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Purchase an upgrade to version 12.

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Download A Better Finder Rename 12.05

for Intel & Apple Silicon Macs, requires macOS 10.13 or later.

Download A Better Finder Rename 11.53

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Download A Better Finder Rename 12.05

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How to Deal With Very Large Renaming Tasks

The vast majority of users will be using A Better Finder Rename for renaming jobs not exceeding a couple of thousand files at most and A Better Finder Rename’s user experience and default settings are optimized for these cases.

The renaming engine of A Better Finder Rename is, however, capable of dealing even with very large renaming jobs and there are no hard and fast limits built into the engine.

There is, however, no way around the fact that renaming 100,000 files takes a least 100 times longer than renaming 1,000 files. In reality, the difference in performance is probably going to be larger as the machine and its resources will be stressed, there will disk swapping, contention with other programs that need resources, etc.

A Better Finder Rename offers many ways of sorting files and needs to maintain indexes to be able to do so and this naturally requires a certain overhead. In this section, we will be looking at various ways of dealing with large renaming jobs and explore some best practices and anti-patterns.

##Add the parent folder rather than individual items

The Finder is very slow when you attempt to drag & drop huge numbers of files, and we thus recommend that instead of dropping individual items into the A Better Finder Rename’s Preview list, you instead only drag the parent folder into the preview list and tick the Subfolders and their contents checkbox which will add all the files within the parent folder.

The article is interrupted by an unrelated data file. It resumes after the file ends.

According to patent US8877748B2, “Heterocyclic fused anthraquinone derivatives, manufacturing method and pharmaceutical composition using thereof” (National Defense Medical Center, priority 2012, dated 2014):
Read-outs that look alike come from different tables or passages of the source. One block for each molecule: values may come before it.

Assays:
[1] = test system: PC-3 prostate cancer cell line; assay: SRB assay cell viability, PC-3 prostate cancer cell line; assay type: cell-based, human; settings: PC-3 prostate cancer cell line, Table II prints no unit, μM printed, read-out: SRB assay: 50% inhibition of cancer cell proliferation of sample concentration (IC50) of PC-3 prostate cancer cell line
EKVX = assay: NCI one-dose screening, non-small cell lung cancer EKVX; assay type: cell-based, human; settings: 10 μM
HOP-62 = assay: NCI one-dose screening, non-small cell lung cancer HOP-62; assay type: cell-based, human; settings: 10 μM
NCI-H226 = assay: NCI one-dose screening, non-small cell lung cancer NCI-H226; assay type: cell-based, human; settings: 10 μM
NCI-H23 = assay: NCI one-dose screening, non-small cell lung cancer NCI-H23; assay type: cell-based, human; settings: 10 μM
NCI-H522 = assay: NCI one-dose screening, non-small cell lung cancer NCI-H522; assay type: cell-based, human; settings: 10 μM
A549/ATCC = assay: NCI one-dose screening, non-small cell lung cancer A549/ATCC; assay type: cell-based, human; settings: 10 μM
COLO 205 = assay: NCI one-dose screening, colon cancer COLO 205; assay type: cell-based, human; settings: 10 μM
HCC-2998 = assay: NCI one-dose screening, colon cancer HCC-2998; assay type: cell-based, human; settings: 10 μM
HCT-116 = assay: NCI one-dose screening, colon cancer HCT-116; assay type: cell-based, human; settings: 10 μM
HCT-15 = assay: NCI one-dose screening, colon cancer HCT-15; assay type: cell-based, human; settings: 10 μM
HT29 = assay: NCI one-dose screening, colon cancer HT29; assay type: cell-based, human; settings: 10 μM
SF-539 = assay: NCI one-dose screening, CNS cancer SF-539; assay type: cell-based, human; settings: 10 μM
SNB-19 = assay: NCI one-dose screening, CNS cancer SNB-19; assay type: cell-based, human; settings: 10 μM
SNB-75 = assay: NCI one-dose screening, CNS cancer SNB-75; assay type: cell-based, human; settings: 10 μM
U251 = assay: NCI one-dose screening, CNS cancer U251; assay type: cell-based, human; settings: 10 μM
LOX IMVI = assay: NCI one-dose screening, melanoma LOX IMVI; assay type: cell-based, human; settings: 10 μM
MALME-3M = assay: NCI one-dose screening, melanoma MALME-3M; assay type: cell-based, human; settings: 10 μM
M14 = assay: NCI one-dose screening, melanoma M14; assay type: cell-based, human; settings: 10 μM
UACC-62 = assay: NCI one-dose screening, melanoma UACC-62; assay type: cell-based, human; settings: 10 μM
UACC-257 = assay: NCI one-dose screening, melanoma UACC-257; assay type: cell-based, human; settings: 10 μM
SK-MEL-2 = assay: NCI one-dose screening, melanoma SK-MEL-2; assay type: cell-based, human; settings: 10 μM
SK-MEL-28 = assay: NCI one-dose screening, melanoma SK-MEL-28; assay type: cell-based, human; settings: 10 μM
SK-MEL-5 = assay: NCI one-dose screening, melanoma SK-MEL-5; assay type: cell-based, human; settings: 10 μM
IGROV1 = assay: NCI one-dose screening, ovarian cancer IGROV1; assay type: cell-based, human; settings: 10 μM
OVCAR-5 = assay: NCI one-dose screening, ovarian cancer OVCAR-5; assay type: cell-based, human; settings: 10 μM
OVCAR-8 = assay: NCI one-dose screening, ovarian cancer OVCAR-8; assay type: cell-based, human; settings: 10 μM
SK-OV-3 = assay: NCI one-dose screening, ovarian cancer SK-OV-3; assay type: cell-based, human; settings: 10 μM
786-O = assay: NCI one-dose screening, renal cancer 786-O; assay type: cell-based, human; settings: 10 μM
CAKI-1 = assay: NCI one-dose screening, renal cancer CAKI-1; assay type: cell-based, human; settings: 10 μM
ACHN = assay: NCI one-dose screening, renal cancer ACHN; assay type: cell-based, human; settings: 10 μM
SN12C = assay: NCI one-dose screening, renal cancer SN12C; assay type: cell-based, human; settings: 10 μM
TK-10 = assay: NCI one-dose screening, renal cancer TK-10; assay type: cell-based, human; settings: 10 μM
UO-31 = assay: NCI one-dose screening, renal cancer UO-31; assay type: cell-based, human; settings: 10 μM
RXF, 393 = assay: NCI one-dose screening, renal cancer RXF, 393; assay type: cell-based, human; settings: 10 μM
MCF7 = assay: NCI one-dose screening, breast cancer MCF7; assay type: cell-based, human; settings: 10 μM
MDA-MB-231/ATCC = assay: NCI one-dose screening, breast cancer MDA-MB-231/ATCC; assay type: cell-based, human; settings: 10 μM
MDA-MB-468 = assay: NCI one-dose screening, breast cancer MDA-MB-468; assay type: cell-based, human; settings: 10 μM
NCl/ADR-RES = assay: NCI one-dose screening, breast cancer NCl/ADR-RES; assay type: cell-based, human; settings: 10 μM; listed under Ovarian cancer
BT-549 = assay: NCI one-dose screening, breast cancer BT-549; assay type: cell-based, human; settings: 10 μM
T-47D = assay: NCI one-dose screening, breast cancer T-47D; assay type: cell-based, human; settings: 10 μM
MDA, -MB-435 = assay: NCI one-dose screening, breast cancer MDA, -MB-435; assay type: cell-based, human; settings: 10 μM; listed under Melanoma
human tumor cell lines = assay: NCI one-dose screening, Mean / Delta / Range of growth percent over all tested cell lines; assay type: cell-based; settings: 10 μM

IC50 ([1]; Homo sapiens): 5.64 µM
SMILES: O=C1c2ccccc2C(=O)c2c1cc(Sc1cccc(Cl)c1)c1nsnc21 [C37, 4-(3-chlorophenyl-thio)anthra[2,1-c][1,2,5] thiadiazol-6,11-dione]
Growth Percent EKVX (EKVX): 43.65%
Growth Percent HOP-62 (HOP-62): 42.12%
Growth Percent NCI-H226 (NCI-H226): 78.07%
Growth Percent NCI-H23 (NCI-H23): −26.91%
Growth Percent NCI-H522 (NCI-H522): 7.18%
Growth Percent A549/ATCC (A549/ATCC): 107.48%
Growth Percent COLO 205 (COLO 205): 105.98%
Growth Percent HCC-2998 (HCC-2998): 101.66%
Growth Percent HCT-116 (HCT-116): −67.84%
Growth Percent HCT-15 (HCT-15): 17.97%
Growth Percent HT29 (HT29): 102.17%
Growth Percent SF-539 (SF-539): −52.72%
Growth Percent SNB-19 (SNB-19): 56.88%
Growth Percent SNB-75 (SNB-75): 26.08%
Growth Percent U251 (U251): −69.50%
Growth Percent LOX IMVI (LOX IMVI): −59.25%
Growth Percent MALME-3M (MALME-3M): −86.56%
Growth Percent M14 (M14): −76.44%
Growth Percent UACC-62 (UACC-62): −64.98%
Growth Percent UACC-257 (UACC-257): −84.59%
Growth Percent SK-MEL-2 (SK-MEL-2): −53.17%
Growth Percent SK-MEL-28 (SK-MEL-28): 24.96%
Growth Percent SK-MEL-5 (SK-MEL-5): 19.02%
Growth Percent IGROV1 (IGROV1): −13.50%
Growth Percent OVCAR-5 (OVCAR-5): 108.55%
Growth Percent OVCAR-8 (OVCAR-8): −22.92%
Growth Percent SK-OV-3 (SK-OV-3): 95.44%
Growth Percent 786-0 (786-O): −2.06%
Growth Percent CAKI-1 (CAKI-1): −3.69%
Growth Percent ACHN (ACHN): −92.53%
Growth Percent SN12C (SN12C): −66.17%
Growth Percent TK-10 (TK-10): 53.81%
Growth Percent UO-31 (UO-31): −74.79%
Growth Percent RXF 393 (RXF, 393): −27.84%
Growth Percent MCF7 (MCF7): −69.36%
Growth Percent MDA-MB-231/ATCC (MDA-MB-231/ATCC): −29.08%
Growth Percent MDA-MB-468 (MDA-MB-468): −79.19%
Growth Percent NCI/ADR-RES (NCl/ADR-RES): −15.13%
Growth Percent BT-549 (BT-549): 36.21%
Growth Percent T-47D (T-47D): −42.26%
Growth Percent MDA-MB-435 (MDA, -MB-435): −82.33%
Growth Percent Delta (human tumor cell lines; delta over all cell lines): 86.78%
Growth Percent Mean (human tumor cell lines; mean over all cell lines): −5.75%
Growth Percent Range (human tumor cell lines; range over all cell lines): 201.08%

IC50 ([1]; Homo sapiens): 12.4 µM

This can be up to 1,000 times faster as the Finder needs to do very little and A Better Finder Rename can do its job much more efficiently.

Similar problems affect adding large numbers of times via the contextual menu, the services menu or the Open File... dialog. It’s always best to add the top-level folder.

##If you don’t need EXIF information switch it off

A Better Finder Rename by default will retrieve EXIF digital camera dates from all files that may have this information.

EXIF information is stored inside the files rather than being attributes of the file system and A Better Finder Rename will thus have to open and load the entire file to get to the information, e.g. if you are renaming 4 terabytes of large image, video or PDF files this will require A Better Finder Rename to read the entire 4 terabytes of data from the hard disk resulting in very poor performance indeed.

So if you do not require sorting by digital camera date or adding the digital camera date to the file names, it’s best to switch it off in the preferences.

  • select Preferences... from the A Better Finder Rename 12 menu
  • in the General tab un-tick Retrieve EXIF and shooting date sorting information

##Fine-tune your settings on a subset of files

A Better Finder Rename will always preview the new file names for all files in the preview list.

If you have a couple of thousand files this can become fairly slow and interactivity can suffer. Instead, add a representative subset of files that will allow you to get an accurate preview of your settings. Once your settings are fine-tuned, clear the preview list (or better still quit and relaunch A Better Finder Rename) and add the full list of files you want to rename.

##If all else fails, proceed in batches

If renaming is just too slow, you might need to divide the files into batches of an appropriate size.

The size of an “appropriate” batch various greatly depending on your machine, the renaming actions that you select, the files that need to be renamed, etc.

On a modern 64-bit Intel desktop Mac with 8GB of RAM and with spare hard disk space, you can expect to “comfortably” rename between 20,000 and 50,000 files in a single renaming operation. A Better Finder Rename has been successfully tested on jobs of 300,000+ files.

If you decide to proceed in batches, it might be best to keep them within the lower limit of 10,000-20,000 files as this will faster than larger renames.

##Keep a backup

It should go without saying that before you rename any number of files, you should have a full backup with their original names, as there is always a possibility of something going wrong. Very large renames obviously can potentially leave you with a much larger mess and are more likely to fail due to the larger demands on the machine, so it’s twice as important to keep a backup.

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